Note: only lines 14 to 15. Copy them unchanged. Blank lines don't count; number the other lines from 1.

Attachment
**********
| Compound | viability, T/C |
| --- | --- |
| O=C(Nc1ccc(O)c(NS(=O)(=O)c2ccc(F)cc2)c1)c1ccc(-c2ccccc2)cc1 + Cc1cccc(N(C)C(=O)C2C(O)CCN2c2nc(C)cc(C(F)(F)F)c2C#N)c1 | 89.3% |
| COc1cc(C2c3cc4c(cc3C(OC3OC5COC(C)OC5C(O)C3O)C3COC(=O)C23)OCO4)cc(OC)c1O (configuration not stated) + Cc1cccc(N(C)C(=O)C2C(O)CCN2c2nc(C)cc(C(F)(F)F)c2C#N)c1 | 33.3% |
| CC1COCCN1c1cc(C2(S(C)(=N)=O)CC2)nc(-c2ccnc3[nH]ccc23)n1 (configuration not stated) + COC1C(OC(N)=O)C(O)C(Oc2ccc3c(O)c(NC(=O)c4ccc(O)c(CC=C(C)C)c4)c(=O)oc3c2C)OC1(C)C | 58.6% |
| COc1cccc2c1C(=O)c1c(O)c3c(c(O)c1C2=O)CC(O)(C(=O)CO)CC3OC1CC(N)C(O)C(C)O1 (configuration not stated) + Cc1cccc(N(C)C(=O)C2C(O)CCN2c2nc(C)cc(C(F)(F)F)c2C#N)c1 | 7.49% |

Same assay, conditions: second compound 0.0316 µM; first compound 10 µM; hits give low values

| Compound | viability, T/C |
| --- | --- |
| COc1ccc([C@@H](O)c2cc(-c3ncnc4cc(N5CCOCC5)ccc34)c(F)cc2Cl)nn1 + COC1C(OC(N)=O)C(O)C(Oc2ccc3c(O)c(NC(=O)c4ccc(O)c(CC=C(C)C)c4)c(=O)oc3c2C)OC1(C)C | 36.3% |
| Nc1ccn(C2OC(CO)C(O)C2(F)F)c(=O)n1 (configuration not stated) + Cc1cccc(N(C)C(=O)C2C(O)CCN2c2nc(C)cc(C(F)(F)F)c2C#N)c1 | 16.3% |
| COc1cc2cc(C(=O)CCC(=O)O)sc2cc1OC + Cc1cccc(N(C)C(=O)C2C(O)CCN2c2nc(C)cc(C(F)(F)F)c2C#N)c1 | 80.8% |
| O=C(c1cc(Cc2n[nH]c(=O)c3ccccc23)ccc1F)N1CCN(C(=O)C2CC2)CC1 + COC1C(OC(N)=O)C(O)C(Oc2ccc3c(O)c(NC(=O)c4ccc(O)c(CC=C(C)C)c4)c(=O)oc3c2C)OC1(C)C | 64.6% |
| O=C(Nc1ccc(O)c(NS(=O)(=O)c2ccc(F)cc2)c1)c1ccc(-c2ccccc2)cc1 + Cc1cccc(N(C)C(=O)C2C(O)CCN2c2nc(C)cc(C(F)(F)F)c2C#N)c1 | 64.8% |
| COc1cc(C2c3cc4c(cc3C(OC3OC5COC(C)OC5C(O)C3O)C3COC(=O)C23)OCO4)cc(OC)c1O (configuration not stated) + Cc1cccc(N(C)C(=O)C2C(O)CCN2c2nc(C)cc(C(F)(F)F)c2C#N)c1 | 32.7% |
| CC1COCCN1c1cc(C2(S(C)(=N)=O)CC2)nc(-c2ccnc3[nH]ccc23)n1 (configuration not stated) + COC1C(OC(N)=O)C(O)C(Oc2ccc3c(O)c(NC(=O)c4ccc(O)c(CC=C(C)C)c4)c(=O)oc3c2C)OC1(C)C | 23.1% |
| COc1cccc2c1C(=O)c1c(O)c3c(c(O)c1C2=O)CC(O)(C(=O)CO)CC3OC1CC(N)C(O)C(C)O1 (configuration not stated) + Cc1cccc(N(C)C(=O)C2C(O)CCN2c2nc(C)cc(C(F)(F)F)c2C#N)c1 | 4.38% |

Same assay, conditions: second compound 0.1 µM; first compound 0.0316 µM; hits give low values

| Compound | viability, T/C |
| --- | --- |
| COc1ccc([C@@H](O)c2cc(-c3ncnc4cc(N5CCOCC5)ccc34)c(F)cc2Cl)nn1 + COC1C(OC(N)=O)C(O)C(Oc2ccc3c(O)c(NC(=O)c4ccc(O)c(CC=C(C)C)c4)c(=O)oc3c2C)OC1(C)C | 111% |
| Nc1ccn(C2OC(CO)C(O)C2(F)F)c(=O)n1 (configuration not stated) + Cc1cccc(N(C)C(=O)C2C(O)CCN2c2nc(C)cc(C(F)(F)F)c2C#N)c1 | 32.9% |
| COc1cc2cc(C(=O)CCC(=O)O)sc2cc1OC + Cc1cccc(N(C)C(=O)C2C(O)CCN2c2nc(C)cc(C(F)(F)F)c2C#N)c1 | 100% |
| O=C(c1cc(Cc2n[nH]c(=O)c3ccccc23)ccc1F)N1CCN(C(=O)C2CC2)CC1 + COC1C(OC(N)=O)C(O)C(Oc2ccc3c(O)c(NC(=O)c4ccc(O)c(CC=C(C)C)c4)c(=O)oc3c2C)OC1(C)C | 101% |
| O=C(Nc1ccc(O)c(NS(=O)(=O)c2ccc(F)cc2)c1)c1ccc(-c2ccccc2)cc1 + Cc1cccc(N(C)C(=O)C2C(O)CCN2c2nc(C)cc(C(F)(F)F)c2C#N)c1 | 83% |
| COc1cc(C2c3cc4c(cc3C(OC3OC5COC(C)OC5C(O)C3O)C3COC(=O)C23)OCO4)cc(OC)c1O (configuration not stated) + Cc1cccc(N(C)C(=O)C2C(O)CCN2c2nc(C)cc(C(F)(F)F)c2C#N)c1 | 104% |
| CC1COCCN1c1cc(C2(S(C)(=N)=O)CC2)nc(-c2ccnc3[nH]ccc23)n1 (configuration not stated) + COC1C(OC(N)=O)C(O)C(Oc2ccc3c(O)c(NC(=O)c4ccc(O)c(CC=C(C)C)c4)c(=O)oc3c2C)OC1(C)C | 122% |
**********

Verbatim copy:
| O=C(Nc1ccc(O)c(NS(=O)(=O)c2ccc(F)cc2)c1)c1ccc(-c2ccccc2)cc1 + Cc1cccc(N(C)C(=O)C2C(O)CCN2c2nc(C)cc(C(F)(F)F)c2C#N)c1 | 64.8% |
| COc1cc(C2c3cc4c(cc3C(OC3OC5COC(C)OC5C(O)C3O)C3COC(=O)C23)OCO4)cc(OC)c1O (configuration not stated) + Cc1cccc(N(C)C(=O)C2C(O)CCN2c2nc(C)cc(C(F)(F)F)c2C#N)c1 | 32.7% |